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Wellbeing of Children & Young People - SPY00020H

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  • Department: Social Policy and Social Work
  • Module co-ordinator: Dr. Antonia Keung
  • Credit value: 20 credits
  • Credit level: H
  • Academic year of delivery: 2024-25

Module will run

Occurrence Teaching period
A Semester 1 2024-25

Module aims

The aim of the module is to introduce students to the key debates around child well-being and how it is conceptualised and measured internationally. However, it is not easy to measure the well-being of children and young people, so students will critically examine how this has been done through the use of Indexes and objective and subjective measures (asking children directly about their lives). In addition, the module aims to support students’ learning by providing opportunities to interrogate and synthesise the evidence provided by key organisations such as the OECD and UNICEF. It is a highly (inter)active module and on a weekly basis students will engage in exercises that will enhance their employment skills. Students will:

  • Work individually and in groups to interpret primary documents that provide measurements of children’s well-being internationally.

  • Synthesise the evidence and present it through the use of graphs and charts.

  • Manage their own time in producing accounts of the evidence and in meeting deadlines for formative work.

  • Work on the detail to understand the more technical aspects of how well-being is measured and be able to explain that to others.

  • Take responsibility for their own learning by choosing a set of domains to critically examine in their summative module assessment.

Module learning outcomes

By the end of this module, you will be able to:

  • Understand different ways in which well-being can be conceptualised and measured.

  • Appreciate the policy importance of measuring child-well-being.

  • Be familiar with the main international data sources on well-being.

  • Have competence in understanding the evidence in at least three domains of well- being.

  • Have experience in presenting evidence on different domains of well-being.

  • Be able to interpret graphs and charts and apply them to discussions, presentations and assessments.

Module content

The content is comparative in scope and students will explore the following topics:

  • The conceptualisation of child-well-being and the underpinning theoretical debates about what it is and how we can we best measure it.
  • Child poverty and material deprivation
  • Children’s physical health
  • Children’s risky behaviours (consumption of drugs, alcohol and unprotected sexual intercourse)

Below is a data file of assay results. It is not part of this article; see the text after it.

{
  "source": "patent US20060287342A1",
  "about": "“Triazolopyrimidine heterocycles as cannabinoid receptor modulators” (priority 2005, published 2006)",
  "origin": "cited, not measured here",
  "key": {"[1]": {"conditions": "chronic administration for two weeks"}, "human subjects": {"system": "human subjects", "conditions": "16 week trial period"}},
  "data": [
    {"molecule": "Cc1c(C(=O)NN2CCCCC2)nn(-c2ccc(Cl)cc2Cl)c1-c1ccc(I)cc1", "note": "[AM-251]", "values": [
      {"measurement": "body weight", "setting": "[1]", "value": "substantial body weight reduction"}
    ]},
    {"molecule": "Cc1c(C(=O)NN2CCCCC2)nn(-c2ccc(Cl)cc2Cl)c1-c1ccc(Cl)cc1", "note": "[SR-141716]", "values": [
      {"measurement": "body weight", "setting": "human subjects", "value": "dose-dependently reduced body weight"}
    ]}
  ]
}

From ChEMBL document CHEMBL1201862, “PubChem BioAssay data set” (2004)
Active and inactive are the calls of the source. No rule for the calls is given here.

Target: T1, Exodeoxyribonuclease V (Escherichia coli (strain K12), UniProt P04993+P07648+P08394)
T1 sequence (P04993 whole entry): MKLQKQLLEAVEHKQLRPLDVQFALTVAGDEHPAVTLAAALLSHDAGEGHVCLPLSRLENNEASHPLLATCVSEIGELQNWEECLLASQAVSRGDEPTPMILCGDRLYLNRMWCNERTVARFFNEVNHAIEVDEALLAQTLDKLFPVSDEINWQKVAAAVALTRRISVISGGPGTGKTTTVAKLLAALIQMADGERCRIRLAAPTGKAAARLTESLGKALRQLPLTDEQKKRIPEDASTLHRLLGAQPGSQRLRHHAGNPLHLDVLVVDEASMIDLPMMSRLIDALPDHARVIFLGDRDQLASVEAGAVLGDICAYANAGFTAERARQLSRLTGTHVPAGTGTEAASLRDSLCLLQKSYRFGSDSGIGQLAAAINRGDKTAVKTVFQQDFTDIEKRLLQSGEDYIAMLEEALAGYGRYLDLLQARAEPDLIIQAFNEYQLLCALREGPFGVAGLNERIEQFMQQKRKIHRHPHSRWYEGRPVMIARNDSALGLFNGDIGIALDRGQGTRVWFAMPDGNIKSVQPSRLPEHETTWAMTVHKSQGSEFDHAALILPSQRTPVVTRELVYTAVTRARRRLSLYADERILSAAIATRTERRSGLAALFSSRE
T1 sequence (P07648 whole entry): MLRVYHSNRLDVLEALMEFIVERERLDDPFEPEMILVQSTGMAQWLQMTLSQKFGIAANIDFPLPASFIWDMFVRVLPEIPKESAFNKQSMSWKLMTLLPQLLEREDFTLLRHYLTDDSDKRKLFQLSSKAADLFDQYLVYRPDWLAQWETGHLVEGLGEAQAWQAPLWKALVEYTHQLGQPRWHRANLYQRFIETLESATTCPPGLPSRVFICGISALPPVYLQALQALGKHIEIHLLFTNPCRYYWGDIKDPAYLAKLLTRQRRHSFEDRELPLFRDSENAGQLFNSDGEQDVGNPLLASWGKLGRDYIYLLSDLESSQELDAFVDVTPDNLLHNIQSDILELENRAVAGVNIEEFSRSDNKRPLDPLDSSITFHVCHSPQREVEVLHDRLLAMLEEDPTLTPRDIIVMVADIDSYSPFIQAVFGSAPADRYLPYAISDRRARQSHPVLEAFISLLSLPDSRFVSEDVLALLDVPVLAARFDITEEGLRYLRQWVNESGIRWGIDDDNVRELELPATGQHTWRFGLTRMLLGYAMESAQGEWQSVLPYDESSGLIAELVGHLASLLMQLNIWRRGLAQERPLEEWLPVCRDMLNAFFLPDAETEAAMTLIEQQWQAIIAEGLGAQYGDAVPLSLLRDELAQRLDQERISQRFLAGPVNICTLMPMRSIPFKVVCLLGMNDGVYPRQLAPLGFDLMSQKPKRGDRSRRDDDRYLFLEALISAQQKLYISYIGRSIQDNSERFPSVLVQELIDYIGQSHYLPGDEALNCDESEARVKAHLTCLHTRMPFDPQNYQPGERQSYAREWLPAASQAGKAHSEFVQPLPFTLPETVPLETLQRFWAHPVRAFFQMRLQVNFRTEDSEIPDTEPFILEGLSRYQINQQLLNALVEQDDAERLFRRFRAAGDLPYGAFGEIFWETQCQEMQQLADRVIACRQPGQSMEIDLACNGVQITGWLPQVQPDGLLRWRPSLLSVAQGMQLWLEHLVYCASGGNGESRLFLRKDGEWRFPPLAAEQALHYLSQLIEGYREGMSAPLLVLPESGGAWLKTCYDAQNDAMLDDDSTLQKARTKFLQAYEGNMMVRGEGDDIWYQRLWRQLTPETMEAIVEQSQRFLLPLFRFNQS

• Educational performance
  • Children’s own views about their well-being, including; relationships with family and friends, their sense of autonomy and what they think of their appearance.


Task Length % of module mark
N/A 100

Special assessment rules



Task Length % of module mark
N/A 100

Module feedback

Written feedback for the formative assessment will be provided in week 6 or 7. Essay feedback will be given in accordance with the University Policy on feedback in the Guide to Assessment as well as in line with the School policy.

Indicative reading

Bradshaw, J (ed) (2016) The well-being of children in the UK, 4th Edition London: Save the Children.

Bradshaw, J. and Richardson, D. (2009) An index of child well-being in Europe, J. Child Indicators Research, 2, , 319-


Rees, G., Bradshaw, J., Goswami, H. and Keung, A. (2010) Understanding Children’s

Well-being: A national survey of young people’s well-being, London: The Children’s

Society. 94 pages.

Hicks, S., Newton, J. , Haynes, J. and Evans, J. (July 2011) Measuring Children and Young People’s Well-being, ONS.

McAuley, C. and Rose, W. (eds) (2010) Child Well-being: Understanding Children’s Lives, London: Jessica Kingsley 181-204

Statham, J. and Chase, E. (2010) Childhood Wellbeing: a brief overview, Childhood Wellbeing Research Centre, Briefing Paper 1.

The information on this page is indicative of the module that is currently on offer. The University is constantly exploring ways to enhance and improve its degree programmes and therefore reserves the right to make variations to the content and method of delivery of modules, and to discontinue modules, if such action is reasonably considered to be necessary by the University. Where appropriate, the University will notify and consult with affected students in advance about any changes that are required in line with the University's policy on the Approval of Modifications to Existing Taught Programmes of Study.